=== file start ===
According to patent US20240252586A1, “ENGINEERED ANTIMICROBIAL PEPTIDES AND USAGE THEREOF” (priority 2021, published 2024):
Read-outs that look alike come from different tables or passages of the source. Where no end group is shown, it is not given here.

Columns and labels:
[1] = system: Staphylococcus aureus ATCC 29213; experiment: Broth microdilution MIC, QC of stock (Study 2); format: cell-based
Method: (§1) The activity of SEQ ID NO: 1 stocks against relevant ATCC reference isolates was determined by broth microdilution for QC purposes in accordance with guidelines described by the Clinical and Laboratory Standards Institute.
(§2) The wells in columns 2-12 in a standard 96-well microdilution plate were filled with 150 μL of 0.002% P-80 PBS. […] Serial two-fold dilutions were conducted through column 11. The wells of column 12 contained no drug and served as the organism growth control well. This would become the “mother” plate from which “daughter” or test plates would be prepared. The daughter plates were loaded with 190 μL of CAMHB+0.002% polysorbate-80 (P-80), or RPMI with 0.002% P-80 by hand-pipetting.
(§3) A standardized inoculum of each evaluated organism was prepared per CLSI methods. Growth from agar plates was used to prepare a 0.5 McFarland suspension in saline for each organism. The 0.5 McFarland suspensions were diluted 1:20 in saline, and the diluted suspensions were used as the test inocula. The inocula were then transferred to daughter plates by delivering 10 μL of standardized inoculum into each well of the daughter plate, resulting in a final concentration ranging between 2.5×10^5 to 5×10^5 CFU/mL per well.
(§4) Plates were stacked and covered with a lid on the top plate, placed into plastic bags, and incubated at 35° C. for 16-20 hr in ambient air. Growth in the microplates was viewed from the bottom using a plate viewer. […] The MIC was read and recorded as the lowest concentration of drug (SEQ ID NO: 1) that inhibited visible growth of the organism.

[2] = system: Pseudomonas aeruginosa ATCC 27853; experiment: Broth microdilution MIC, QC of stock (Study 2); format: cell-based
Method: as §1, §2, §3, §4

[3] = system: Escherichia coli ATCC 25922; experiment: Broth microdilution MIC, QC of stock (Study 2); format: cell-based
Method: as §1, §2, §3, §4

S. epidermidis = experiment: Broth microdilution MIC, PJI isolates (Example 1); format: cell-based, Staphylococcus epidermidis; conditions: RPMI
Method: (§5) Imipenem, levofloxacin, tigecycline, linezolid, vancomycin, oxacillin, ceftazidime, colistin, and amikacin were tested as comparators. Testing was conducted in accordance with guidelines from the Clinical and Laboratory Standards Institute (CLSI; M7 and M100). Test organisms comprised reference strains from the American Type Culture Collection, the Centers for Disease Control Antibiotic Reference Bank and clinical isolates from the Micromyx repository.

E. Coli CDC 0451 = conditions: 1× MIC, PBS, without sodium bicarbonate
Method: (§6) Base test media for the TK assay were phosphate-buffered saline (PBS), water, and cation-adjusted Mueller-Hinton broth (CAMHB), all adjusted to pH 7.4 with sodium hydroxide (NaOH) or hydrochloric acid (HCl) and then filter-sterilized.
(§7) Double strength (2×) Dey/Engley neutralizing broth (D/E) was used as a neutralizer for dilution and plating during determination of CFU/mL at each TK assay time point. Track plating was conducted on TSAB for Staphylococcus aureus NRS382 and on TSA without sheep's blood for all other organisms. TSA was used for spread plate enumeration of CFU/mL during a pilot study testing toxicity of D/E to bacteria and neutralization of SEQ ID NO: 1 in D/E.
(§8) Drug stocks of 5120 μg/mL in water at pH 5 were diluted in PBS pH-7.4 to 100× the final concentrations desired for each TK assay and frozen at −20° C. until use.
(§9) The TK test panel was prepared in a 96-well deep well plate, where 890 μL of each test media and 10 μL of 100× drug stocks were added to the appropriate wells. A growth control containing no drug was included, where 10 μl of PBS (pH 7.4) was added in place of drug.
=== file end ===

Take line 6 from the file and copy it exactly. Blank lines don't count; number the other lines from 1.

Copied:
(§2) The wells in columns 2-12 in a standard 96-well microdilution plate were filled with 150 μL of 0.002% P-80 PBS. […] Serial two-fold dilutions were conducted through column 11. The wells of column 12 contained no drug and served as the organism growth control well. This would become the “mother” plate from which “daughter” or test plates would be prepared. The daughter plates were loaded with 190 μL of CAMHB+0.002% polysorbate-80 (P-80), or RPMI with 0.002% P-80 by hand-pipetting.